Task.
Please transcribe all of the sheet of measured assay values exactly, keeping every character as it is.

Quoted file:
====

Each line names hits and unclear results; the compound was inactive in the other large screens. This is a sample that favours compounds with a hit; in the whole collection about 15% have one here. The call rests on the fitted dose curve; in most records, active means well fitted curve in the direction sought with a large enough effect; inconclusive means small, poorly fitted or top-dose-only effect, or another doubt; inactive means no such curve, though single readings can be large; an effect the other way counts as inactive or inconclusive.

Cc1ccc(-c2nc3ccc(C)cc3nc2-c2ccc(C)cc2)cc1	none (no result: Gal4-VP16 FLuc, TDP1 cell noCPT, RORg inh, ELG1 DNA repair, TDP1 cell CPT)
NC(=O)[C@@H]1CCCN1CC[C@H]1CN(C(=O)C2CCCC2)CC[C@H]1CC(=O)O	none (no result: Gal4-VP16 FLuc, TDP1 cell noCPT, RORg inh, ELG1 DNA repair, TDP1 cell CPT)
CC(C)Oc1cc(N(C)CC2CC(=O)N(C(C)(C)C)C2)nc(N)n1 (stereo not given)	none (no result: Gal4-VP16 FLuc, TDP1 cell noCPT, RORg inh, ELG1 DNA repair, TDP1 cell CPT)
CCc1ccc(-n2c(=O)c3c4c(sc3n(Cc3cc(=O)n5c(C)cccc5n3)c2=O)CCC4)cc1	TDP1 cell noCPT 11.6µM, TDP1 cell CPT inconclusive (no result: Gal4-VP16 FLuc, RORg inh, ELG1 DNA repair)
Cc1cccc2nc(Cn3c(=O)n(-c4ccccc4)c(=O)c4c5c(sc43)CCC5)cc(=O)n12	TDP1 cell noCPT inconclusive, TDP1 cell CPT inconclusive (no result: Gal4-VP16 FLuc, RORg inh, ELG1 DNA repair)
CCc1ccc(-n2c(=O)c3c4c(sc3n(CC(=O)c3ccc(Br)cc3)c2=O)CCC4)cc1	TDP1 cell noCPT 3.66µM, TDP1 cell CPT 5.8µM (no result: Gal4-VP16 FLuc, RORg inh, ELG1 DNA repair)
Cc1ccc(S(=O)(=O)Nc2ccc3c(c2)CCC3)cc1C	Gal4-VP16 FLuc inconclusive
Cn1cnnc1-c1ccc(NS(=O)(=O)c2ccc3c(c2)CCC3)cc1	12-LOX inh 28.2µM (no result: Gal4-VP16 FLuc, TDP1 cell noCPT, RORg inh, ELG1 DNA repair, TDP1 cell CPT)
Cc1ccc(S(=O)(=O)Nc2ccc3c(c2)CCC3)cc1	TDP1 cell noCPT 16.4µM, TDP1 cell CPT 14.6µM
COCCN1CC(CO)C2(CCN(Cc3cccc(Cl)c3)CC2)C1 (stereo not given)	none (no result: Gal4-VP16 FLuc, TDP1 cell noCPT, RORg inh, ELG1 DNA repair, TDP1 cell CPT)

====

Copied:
Each line names hits and unclear results; the compound was inactive in the other large screens. This is a sample that favours compounds with a hit; in the whole collection about 15% have one here. The call rests on the fitted dose curve; in most records, active means well fitted curve in the direction sought with a large enough effect; inconclusive means small, poorly fitted or top-dose-only effect, or another doubt; inactive means no such curve, though single readings can be large; an effect the other way counts as inactive or inconclusive.

Cc1ccc(-c2nc3ccc(C)cc3nc2-c2ccc(C)cc2)cc1	none (no result: Gal4-VP16 FLuc, TDP1 cell noCPT, RORg inh, ELG1 DNA repair, TDP1 cell CPT)
NC(=O)[C@@H]1CCCN1CC[C@H]1CN(C(=O)C2CCCC2)CC[C@H]1CC(=O)O	none (no result: Gal4-VP16 FLuc, TDP1 cell noCPT, RORg inh, ELG1 DNA repair, TDP1 cell CPT)
CC(C)Oc1cc(N(C)CC2CC(=O)N(C(C)(C)C)C2)nc(N)n1 (stereo not given)	none (no result: Gal4-VP16 FLuc, TDP1 cell noCPT, RORg inh, ELG1 DNA repair, TDP1 cell CPT)
CCc1ccc(-n2c(=O)c3c4c(sc3n(Cc3cc(=O)n5c(C)cccc5n3)c2=O)CCC4)cc1	TDP1 cell noCPT 11.6µM, TDP1 cell CPT inconclusive (no result: Gal4-VP16 FLuc, RORg inh, ELG1 DNA repair)
Cc1cccc2nc(Cn3c(=O)n(-c4ccccc4)c(=O)c4c5c(sc43)CCC5)cc(=O)n12	TDP1 cell noCPT inconclusive, TDP1 cell CPT inconclusive (no result: Gal4-VP16 FLuc, RORg inh, ELG1 DNA repair)
CCc1ccc(-n2c(=O)c3c4c(sc3n(CC(=O)c3ccc(Br)cc3)c2=O)CCC4)cc1	TDP1 cell noCPT 3.66µM, TDP1 cell CPT 5.8µM (no result: Gal4-VP16 FLuc, RORg inh, ELG1 DNA repair)
Cc1ccc(S(=O)(=O)Nc2ccc3c(c2)CCC3)cc1C	Gal4-VP16 FLuc inconclusive
Cn1cnnc1-c1ccc(NS(=O)(=O)c2ccc3c(c2)CCC3)cc1	12-LOX inh 28.2µM (no result: Gal4-VP16 FLuc, TDP1 cell noCPT, RORg inh, ELG1 DNA repair, TDP1 cell CPT)
Cc1ccc(S(=O)(=O)Nc2ccc3c(c2)CCC3)cc1	TDP1 cell noCPT 16.4µM, TDP1 cell CPT 14.6µM
COCCN1CC(CO)C2(CCN(Cc3cccc(Cl)c3)CC2)C1 (stereo not given)	none (no result: Gal4-VP16 FLuc, TDP1 cell noCPT, RORg inh, ELG1 DNA repair, TDP1 cell CPT)